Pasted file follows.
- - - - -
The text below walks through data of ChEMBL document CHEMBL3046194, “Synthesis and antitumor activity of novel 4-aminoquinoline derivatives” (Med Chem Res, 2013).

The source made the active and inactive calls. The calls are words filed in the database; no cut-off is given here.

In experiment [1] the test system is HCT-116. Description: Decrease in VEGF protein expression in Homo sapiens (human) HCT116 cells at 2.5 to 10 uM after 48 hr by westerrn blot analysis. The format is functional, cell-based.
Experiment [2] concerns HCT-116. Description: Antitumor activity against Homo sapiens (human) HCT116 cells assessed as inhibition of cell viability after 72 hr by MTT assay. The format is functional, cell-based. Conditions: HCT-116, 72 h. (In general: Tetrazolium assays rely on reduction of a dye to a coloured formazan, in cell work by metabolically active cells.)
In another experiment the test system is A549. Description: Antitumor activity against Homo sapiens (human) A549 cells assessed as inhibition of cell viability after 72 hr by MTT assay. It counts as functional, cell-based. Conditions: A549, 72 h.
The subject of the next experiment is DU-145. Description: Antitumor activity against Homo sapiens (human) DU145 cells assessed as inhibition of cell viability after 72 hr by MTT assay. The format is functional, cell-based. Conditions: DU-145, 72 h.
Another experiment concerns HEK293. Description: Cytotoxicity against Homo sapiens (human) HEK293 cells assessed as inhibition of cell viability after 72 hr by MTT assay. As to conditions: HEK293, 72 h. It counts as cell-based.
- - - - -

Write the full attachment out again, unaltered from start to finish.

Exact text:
The text below walks through data of ChEMBL document CHEMBL3046194, “Synthesis and antitumor activity of novel 4-aminoquinoline derivatives” (Med Chem Res, 2013).

The source made the active and inactive calls. The calls are words filed in the database; no cut-off is given here.

In experiment [1] the test system is HCT-116. Description: Decrease in VEGF protein expression in Homo sapiens (human) HCT116 cells at 2.5 to 10 uM after 48 hr by westerrn blot analysis. The format is functional, cell-based.
Experiment [2] concerns HCT-116. Description: Antitumor activity against Homo sapiens (human) HCT116 cells assessed as inhibition of cell viability after 72 hr by MTT assay. The format is functional, cell-based. Conditions: HCT-116, 72 h. (In general: Tetrazolium assays rely on reduction of a dye to a coloured formazan, in cell work by metabolically active cells.)
In another experiment the test system is A549. Description: Antitumor activity against Homo sapiens (human) A549 cells assessed as inhibition of cell viability after 72 hr by MTT assay. It counts as functional, cell-based. Conditions: A549, 72 h.
The subject of the next experiment is DU-145. Description: Antitumor activity against Homo sapiens (human) DU145 cells assessed as inhibition of cell viability after 72 hr by MTT assay. The format is functional, cell-based. Conditions: DU-145, 72 h.
Another experiment concerns HEK293. Description: Cytotoxicity against Homo sapiens (human) HEK293 cells assessed as inhibition of cell viability after 72 hr by MTT assay. As to conditions: HEK293, 72 h. It counts as cell-based.